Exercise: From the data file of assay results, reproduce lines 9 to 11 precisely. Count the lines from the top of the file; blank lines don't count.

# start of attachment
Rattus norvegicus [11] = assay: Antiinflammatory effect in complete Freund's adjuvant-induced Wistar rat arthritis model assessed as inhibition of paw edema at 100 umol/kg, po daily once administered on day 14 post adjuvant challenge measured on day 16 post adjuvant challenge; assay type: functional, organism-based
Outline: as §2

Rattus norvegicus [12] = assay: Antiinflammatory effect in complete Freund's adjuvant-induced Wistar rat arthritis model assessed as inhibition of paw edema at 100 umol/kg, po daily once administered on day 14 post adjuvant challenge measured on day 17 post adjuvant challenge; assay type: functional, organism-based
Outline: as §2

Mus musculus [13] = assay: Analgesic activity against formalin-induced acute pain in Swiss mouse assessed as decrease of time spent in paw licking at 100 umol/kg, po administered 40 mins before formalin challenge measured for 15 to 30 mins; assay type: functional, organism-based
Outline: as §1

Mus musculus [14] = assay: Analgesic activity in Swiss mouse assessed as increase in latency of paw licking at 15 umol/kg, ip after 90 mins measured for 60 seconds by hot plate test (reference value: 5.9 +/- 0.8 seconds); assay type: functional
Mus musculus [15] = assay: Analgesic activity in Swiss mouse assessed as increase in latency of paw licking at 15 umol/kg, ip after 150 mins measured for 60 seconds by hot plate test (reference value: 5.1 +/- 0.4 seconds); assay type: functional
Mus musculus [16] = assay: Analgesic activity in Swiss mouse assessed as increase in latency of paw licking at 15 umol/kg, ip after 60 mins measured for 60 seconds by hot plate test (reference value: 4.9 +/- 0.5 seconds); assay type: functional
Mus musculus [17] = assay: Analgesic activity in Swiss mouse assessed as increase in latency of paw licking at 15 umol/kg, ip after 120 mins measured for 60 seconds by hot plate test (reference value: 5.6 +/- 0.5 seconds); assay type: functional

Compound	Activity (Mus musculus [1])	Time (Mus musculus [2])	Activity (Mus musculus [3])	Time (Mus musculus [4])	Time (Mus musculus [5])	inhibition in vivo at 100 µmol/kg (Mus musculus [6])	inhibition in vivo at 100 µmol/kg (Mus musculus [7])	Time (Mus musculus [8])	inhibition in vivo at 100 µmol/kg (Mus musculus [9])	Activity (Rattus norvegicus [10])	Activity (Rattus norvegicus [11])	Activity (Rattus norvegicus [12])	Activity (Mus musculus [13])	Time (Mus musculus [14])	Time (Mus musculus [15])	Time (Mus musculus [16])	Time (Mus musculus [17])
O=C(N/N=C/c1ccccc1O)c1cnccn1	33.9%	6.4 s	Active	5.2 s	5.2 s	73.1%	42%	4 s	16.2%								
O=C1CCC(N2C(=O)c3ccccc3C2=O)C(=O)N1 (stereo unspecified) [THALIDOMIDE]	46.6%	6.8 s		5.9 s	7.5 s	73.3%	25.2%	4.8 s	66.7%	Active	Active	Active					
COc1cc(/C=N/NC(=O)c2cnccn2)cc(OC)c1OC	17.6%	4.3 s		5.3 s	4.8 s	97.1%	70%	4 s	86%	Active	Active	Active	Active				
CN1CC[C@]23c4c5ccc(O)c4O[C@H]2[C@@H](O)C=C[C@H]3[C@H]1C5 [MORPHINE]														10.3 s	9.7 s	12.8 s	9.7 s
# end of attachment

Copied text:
Mus musculus [16] = assay: Analgesic activity in Swiss mouse assessed as increase in latency of paw licking at 15 umol/kg, ip after 60 mins measured for 60 seconds by hot plate test (reference value: 4.9 +/- 0.5 seconds); assay type: functional
Mus musculus [17] = assay: Analgesic activity in Swiss mouse assessed as increase in latency of paw licking at 15 umol/kg, ip after 120 mins measured for 60 seconds by hot plate test (reference value: 5.6 +/- 0.5 seconds); assay type: functional

Compound	Activity (Mus musculus [1])	Time (Mus musculus [2])	Activity (Mus musculus [3])	Time (Mus musculus [4])	Time (Mus musculus [5])	inhibition in vivo at 100 µmol/kg (Mus musculus [6])	inhibition in vivo at 100 µmol/kg (Mus musculus [7])	Time (Mus musculus [8])	inhibition in vivo at 100 µmol/kg (Mus musculus [9])	Activity (Rattus norvegicus [10])	Activity (Rattus norvegicus [11])	Activity (Rattus norvegicus [12])	Activity (Mus musculus [13])	Time (Mus musculus [14])	Time (Mus musculus [15])	Time (Mus musculus [16])	Time (Mus musculus [17])